Expat Essentials

Lynne Evans in Athens: An expat’s misadventures in the Greek healthcare system

A word of advice to all expats living in Greece – be sure to get comprehensive health insurance. I thought I was covered by my years of contributions to IKA, the Greek national healthcare plan for Brits, but I wasn’t.

I hadn’t bothered to take out private health insurance, stupidly believing that nothing bad would happen to me. I was lucky for years, although for most of the time I did have insurance coverage. Of course, as soon as the insurance lapsed, I fell in my flat and damaged my shoulder.

The Accident and Emergency Department

I knew I had broken something as the bone in my right arm from my shoulder to my elbow felt like rubber; I couldn’t use my stick.

Luckily, my Greek friend was with me and called an ambulance. This arrived after a short while and whisked me off to the nearest hospital. I had X-rays and a scan to check that there were no pieces of bone floating around. There weren’t.

There were patients in the corridors with bags of urine and excrement hanging off their bedposts, and these corridors were full. I know that the situation is probably the same in the UK, but still ….

The person who took the X-rays – a woman – was efficient, competent and polite. When I saw a junior doctor, eventually, he assumed that I would do whatever he said. He had been busy, as it was around 10 p.m., and was extremely patronising. That made me determined to leave that hospital and my friend, under protest, took me home. For a day or two, I thought that was a mistake.

Finding another doctor

My friend took my X-rays to his ‘bone’ doctor, who recommended a bone specialist, saying that if his mother had a bone injury, this was the doctor he would use. In Greece, there is hardly a better accolade.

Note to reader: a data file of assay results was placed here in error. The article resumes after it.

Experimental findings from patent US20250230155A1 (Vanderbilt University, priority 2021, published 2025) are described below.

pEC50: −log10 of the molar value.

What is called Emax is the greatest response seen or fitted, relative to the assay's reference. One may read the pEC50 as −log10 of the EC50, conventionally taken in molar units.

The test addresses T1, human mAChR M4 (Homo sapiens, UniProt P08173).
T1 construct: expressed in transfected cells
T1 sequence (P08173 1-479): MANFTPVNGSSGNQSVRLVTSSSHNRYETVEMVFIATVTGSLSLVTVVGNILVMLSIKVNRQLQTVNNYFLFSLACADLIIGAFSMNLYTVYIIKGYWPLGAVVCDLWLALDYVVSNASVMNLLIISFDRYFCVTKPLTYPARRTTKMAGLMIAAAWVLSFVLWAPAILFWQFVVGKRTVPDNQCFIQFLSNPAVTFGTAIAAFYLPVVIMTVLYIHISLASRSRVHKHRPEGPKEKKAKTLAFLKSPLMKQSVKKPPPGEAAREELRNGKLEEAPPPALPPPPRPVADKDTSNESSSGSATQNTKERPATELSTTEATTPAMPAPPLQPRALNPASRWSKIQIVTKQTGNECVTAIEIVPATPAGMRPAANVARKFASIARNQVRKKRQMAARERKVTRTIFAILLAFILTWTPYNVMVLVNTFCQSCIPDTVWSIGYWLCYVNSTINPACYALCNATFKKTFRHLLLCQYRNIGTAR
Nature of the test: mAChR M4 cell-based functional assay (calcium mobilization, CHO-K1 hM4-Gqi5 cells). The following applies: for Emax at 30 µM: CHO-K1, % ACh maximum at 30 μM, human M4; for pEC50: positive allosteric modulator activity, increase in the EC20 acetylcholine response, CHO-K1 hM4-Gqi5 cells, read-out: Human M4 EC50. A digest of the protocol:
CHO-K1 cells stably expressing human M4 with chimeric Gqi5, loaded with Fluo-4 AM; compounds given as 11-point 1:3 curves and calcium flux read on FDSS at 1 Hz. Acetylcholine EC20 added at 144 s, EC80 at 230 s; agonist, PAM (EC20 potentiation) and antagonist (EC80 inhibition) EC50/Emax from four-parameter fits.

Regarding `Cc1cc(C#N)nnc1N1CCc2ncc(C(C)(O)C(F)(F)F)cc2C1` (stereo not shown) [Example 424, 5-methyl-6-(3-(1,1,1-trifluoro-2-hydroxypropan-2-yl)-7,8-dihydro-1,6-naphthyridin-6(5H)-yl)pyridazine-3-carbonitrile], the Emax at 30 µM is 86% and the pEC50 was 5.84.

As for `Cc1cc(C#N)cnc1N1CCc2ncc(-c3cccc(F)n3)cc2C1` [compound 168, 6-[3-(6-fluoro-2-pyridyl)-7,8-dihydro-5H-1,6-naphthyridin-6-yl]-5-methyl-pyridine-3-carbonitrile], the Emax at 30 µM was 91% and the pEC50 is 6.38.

My friend fixed an appointment and I heard the bad news. I definitely needed an operation as soon as possible. I couldn’t be patched up with a cast. Unfortunately, it would be very expensive, and the estimated cost rose. I decided to try a cheaper hospital, but now wonder why I bothered.

I went to two state hospitals with no success. One doctor, who had been recommended to me, checked my X-rays and proceeded to ignore me and spoke only to my friend. The doctor in the second hospital was no better.

I would have had to pay for surgery in the UK

I investigated the possibility of having an operation in the United Kingdom. I had thought that I could have one on the NHS.

Thirty years ago, when I was pregnant, I went to the UK to give birth and was told that I would have to pay, despite being a British citizen. In that situation, I ended up not having to pay. This time,  I was not surprised when I realised that I would need to pay for an operation on my shoulder.

I would also have needed to pay for a hotel and food as well as being assigned to a waiting list. It would be cheaper to have the operation in Greece. So that’s what I decided to do.

The cult of the doctor

In Italy, doctors are looked upon as gods, whereas the young doctors in Greece seem to consider themselves gods.

This, of course, goes against the ancient Greek medical tradition when Asclepius and the father of medicine, Hippocrates were practising medicine.

I should point out that as I would be paying for treatment, I had expected to be treated with some degree of politeness rather than being met with arrogance. The first doctors in the state hospitals didn’t get my patronage because of their attitudes, so their hospitals lost money. The doctors I saw need customer-relations training.

However, the doctor I chose was compassionate and empathetic. I liked him immediately. He reminded me of a family friend. He looked me straight in the eye, which many people fail to do. I decided immediately that I could trust him. I was glad that I was in the position to choose my surgeon.